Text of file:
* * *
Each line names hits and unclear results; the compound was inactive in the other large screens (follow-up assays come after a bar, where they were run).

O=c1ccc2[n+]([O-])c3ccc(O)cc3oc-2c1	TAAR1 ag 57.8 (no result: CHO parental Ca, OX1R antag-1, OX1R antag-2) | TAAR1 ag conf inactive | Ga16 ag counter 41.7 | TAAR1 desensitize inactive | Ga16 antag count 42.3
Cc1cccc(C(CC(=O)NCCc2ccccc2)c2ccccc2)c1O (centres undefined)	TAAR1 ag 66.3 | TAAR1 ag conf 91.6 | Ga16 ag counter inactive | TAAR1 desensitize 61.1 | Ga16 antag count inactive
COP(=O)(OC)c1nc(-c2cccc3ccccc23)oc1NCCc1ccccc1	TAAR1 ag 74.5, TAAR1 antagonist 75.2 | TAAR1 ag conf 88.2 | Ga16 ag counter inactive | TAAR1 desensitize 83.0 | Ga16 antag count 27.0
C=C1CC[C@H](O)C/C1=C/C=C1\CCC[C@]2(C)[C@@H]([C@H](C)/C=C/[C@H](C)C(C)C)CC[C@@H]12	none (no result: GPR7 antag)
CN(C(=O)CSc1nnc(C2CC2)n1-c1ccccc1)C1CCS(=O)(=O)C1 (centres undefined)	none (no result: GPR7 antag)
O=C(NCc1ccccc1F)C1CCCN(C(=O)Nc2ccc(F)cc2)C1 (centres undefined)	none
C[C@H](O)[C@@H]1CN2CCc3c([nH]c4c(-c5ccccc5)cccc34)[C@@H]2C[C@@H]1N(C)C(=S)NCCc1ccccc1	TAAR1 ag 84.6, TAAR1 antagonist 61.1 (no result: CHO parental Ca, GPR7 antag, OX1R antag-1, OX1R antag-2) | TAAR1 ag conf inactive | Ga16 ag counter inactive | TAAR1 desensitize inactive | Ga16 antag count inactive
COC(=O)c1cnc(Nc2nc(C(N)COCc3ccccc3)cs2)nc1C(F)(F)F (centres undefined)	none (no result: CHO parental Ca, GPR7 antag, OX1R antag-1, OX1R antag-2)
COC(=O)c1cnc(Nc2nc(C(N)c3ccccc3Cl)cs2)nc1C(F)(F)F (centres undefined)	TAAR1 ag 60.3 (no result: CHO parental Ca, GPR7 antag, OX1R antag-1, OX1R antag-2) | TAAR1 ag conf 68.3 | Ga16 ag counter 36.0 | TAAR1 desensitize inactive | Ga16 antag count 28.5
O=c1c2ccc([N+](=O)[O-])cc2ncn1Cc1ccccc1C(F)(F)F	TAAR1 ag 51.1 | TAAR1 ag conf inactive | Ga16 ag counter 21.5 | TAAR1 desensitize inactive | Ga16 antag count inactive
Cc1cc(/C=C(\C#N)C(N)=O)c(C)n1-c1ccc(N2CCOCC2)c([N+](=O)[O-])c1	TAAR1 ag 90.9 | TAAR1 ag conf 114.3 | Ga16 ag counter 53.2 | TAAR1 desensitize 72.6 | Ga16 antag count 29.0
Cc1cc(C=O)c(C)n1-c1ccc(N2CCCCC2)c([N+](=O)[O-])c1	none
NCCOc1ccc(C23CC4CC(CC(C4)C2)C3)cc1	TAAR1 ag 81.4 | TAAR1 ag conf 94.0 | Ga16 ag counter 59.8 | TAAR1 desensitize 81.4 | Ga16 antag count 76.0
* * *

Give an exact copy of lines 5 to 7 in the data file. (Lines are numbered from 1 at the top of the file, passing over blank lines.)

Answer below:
C=C1CC[C@H](O)C/C1=C/C=C1\CCC[C@]2(C)[C@@H]([C@H](C)/C=C/[C@H](C)C(C)C)CC[C@@H]12	none (no result: GPR7 antag)
CN(C(=O)CSc1nnc(C2CC2)n1-c1ccccc1)C1CCS(=O)(=O)C1 (centres undefined)	none (no result: GPR7 antag)
O=C(NCc1ccccc1F)C1CCCN(C(=O)Nc2ccc(F)cc2)C1 (centres undefined)	none